The 'National Conservatives' An Urbane Publisher Becomes the Populist Voice of Switzerland
Swiss editor and publisher Roger Köppel is loud, shrill and provocative -- traits not usually associated with his countrymen. The right-wing positions he takes do not appeal to a majority of people in Switzerland, and yet he is viewed abroad as the new, authentic voice of the Swiss.
Roger Köppel is driving in the mountains. At some point his navigation system loses its signal, and he misses his turn. After taking two wrong exits, turning around, backtracking, turning around again, getting lost on dirt roads and private driveways, he finally gives up, and parks in the middle of a farmyard.
And there he is, one of the intellectual leaders of the Swiss right wing, editor-in-chief of Weltwoche, sitting in his silver Volvo station wagon with a Zürich license plate -- the epitome of civilization -- waiting for his navigation system to talk to him.
He's on his way to a country estate halfway between Zürich and the Urschweiz region, a place we cannot identify because the small business owners he plans to meet are adamant about remaining anonymous. He intends to give a talk on "Liberalism and the Mountains," and to tell the farmers in his audience that they are the great keepers of freedom in Switzerland, as well as true patriots. "Mountain air is liberating," his slogan reads.
Köppel looks around. The farm has no sign of life, not even a dog barking. Suddenly he ducks behind the steering wheel and hisses, "Watch out, the farmer's about to come outside and point his rifle at me." He grins, knowing that he can laugh about the people he is about to declare heroes.
Roger the Un-Swiss
Köppel is a man in his mid-40s who seems eternally young, with slightly rumpled hair and round, metal-rimmed glasses. He is remarkably slim, and he's wearing a trademark expensive-looking suit. Köppel looks out of place in a rural setting. The countryside is the home of the Swiss People's Party, or SVP, which has spent the last 20 years using its opposition to Europe, immigration and the liberal market economy to become Switzerland's strongest party.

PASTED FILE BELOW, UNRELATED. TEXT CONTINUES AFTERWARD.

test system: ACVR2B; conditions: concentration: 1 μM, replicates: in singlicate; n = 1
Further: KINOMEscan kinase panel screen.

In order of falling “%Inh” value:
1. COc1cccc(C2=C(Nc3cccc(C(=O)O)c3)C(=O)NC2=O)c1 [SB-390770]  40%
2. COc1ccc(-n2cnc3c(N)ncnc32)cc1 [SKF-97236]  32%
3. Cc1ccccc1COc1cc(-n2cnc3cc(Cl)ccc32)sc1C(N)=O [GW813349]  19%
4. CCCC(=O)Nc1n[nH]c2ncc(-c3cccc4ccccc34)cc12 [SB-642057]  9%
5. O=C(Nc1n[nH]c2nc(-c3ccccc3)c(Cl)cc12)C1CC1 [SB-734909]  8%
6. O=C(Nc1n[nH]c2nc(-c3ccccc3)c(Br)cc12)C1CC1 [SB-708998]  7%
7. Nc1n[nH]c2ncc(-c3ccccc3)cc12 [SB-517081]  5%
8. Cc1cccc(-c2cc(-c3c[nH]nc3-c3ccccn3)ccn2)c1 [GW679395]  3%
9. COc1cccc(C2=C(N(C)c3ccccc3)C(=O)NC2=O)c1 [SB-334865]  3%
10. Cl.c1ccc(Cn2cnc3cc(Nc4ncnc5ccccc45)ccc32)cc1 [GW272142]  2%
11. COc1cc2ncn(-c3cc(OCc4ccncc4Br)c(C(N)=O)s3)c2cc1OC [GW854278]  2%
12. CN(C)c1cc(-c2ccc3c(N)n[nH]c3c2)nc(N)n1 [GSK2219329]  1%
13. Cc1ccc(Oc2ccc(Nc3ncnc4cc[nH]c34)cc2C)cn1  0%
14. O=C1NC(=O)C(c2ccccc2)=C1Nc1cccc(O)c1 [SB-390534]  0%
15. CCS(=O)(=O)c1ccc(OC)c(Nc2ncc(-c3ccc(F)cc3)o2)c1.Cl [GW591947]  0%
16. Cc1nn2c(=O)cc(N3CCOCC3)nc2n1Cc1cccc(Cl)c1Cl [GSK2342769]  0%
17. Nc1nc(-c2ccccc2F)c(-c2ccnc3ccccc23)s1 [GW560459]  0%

But Köppel, the urban journalist, has dedicated himself to both this popular party and its leader, Christoph Blocher -- a contradiction that has earned him a reputation beyond Switzerland's borders. Three and a half years ago he bought Switzerland's Weltwoche, a liberal, left-leaning weekly newspaper, smart, stolid and politically correct, and turned it into a conservative, right-wing opinion magazine.
As the magazine's editor-in-chief and publisher, he rarely disagrees with the SVP in opinion pieces, though he's not a party member. He's an embodiment of the polemical right-wing intellectual, a man who, in small, neutral Switzerland, of all places, expresses right-wing sentiments in a way his countrymen haven't seen before. "All German cabinet ministers who cross the Swiss border ought to be arrested," Köppel wrote, after German authorities purchased a CD containing stolen data from numbered Swiss bank accounts. "By buying the CD, Germany becomes a receiver of stolen goods," he says on talk shows. "The German government spends millions to encourage informers to break Swiss law."